The Lusitania Resource > People > Second Cabin (Second Class) Passenger List > Mrs. Alfred Reid Mainman (Elizabeth Sarah "Bessie" Dowsett)

Mrs. Alfred Reid Mainman (Elizabeth Sarah "Bessie" Dowsett)

Elizabeth Mainman Second Cabin Passenger Lost
[No Picture Provided]
Born Elizabeth Sarah Dowsett Daylesford, Victoria, Australia
Died 7 May 1915 At sea
Traveling with Alfred Mainman (husband) - John Mainman (son) - Alfred Mainman, Jr. (son) - Molly Mainman (daughter) - Elizabeth Mainman (daughter) - Edwin Mainman(son)
Occupation Housewife
Citizenship British (Canada)
Residence Edmonton, Alberta, Canada
Spouse(s) Alfred Reid Mainman (1893 - 1915, their deaths)
Elizabeth “Bessie” Mainman was a British subject from Victoria, Australia, living in Edmonton, Alberta, Canada with her husband Alfred and their children JohnAlfred, Jr.Molly, and twins Elizabeth and Edwin.  The Mainman Family was traveling to England aboard Lusitania in May 1915 to inherit a large estate left by her husband’s parents.  Alfred, Elizabeth, John, and Alfred, Jr. were lost in the Lusitania sinking.  Molly and the twins were the only survivors in their family.
  1. Beginnings
  2. A well-traveled family
  3. Inheritance
  4. Lusitania
  5. Links of interest


Elizabeth Sarah Dowsett was born in Daylesford, Victoria, Australia. She was well educated and was one of five children. It was in Victoria where Elizabeth met and married Alfred Reid Mainman, from Manchester, England and also had her first three children there.

A well-traveled family

Elizabeth Dowsett met and married Alfred Mainman in Victoria, Australia.  Their first three children were born in Victoria.  The eldest, John (nicknamed Jack), was born in 1894.  Their second child, Alfred Shaw (nicknamed Alf), was born in 1895.  Their first daughter, Mary Frances (nicknamed Molly), was born on 1 September 1898. The Mainmans moved to Canada and first lived in Fort Saskatchewan, Saskatchewan before settling down in Edmonton.  There, they made a home on Jasper Street, and Alfred found a job in the City of Edmonton’s Treasurer’s Office.  The twins Edwin Richard (nicknamed Teddy) and Elizabeth Sarah (nicknamed Betty) were born in Edmonton on 4 October 1907.  


Alfred’s parents, John and Mary Mainman, passed away in early 1915.  Being John and Mary’s only child, Alfred inherited the entirety of the family estate in Exeter.  John and Mary’s solicitors had also found over $10,000 in cash in the house.  With the cash readily disposable, money in the bank, and the sale of the estate, Alfred realized that relocating to England would be in his family’s best interest. Alfred resigned from his job at the Treasurer’s Office and made arrangements to sell any household possessions that they would not need in England.  Alfred also had his employers send a sworn photograph of him to his parents’ solicitors to assist in identification.  The Mainmans booked second cabin tickets aboard what was to be Lusitania’s last crossing to claim their inheritance.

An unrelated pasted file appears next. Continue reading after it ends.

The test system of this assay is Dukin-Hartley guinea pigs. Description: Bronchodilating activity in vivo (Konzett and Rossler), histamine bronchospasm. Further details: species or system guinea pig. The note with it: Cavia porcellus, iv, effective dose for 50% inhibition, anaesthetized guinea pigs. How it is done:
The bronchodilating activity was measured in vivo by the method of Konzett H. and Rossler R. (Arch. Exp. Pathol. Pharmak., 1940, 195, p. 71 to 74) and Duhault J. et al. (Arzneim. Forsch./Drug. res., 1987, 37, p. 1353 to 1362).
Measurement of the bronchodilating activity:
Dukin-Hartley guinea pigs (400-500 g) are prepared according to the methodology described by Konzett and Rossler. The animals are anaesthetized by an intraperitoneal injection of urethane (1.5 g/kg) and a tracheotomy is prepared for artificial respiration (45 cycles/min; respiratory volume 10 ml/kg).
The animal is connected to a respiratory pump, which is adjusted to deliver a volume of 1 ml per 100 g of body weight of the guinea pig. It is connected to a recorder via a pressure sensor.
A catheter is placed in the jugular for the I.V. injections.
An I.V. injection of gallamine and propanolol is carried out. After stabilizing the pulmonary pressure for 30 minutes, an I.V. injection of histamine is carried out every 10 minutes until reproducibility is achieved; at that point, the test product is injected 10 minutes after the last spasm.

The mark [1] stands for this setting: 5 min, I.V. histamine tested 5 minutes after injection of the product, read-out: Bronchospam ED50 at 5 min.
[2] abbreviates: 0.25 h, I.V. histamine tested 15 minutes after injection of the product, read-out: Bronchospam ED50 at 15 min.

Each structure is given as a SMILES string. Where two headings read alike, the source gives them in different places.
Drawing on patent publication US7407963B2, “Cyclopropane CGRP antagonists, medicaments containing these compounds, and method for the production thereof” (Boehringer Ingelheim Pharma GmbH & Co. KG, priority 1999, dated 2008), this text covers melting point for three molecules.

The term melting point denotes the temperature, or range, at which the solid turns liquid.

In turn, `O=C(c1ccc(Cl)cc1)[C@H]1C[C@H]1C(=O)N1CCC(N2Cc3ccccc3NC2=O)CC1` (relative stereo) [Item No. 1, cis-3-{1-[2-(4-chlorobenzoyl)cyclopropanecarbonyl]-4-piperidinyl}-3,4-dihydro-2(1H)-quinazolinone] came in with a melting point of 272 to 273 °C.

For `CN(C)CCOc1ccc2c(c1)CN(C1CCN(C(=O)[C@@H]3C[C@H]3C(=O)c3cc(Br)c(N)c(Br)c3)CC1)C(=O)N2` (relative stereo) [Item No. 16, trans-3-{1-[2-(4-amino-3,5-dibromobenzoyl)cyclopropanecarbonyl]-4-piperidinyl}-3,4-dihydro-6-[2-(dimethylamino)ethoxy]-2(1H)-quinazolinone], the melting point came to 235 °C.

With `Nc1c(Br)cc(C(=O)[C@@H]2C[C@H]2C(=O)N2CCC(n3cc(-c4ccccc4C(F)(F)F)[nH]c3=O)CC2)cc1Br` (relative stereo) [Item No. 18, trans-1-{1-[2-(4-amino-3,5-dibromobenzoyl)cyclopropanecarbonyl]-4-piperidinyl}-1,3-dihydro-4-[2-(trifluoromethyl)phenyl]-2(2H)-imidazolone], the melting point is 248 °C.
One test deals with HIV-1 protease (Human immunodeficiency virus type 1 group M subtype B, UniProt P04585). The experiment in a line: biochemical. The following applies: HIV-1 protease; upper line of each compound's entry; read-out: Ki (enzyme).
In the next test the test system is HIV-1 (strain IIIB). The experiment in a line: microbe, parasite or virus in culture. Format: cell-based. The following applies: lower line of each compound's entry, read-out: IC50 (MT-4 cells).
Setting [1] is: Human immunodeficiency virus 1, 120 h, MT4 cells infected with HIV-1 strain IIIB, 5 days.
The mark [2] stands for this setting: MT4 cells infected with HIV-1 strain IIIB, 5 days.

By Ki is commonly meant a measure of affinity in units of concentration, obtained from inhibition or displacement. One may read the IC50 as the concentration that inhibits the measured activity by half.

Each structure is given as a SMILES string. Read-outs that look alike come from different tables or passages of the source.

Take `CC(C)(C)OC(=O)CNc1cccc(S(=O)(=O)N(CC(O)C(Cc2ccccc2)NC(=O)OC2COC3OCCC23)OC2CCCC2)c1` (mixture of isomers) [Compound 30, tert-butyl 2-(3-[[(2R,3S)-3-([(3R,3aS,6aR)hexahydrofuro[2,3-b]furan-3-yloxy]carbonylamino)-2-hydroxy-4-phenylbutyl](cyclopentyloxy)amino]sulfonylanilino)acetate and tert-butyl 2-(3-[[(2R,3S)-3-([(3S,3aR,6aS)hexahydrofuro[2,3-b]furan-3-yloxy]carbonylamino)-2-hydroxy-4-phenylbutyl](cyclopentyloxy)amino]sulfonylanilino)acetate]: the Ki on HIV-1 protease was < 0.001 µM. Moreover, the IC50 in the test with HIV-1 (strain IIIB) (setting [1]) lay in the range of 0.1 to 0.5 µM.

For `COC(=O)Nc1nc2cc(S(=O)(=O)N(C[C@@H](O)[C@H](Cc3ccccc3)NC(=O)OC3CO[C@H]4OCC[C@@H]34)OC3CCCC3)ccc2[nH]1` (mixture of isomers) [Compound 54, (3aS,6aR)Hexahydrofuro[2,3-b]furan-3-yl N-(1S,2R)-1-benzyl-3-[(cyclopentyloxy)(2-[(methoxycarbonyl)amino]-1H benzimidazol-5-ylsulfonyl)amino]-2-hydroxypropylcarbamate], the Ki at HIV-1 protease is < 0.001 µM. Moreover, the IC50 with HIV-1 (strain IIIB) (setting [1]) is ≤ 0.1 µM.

Not much is known about the Mainman Family’s activities during the voyage. According to Molly’s account, during the sinking, she and the twins were able to get into a starboard lifeboat.  As the boat was about to be lowered, someone handed an infant of about three months old to her.  She held onto the baby until they reached Queenstown.  Molly and the twins Edwin and Elizabeth were the only survivors of their family. Molly identified her brother Jack in the Queenstown’s temporary morgue.  Jack Mainman was body #118.  He was buried in Queenstown on 13 May, Common Grave B. The rest of the family was not recovered.  Molly became the matriarch of the surviving Mainman Family and administratrix of the inherited estate.

Links of Interest

Lest We Forget Part 2:  As the Lusitania Went Down - Encyclopedia Titanica  
Contributors: Cliff Barry Shirley Byrne (great-niece of Elizabeth Mainman) Jim Kalafus Michael Poirier Judith Tavares References: Kalafus, Jim and Michael Poirier (2005).  Lest We Forget Part 2:  As the Lusitania Went Down  ET Research. <> New York Times.  Monday, 10 May 1915, page 3.  

About the Author